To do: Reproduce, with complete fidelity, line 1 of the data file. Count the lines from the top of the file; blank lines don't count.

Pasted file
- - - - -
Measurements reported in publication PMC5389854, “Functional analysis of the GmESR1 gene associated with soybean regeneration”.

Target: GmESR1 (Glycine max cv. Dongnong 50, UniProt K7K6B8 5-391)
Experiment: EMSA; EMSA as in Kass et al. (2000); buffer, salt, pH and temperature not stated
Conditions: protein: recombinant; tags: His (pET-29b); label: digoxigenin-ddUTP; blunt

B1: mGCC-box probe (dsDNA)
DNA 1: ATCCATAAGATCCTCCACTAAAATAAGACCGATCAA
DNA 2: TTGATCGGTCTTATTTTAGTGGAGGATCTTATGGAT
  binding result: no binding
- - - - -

Measurements reported in publication PMC5389854, “Functional analysis of the GmESR1 gene associated with soybean regeneration”.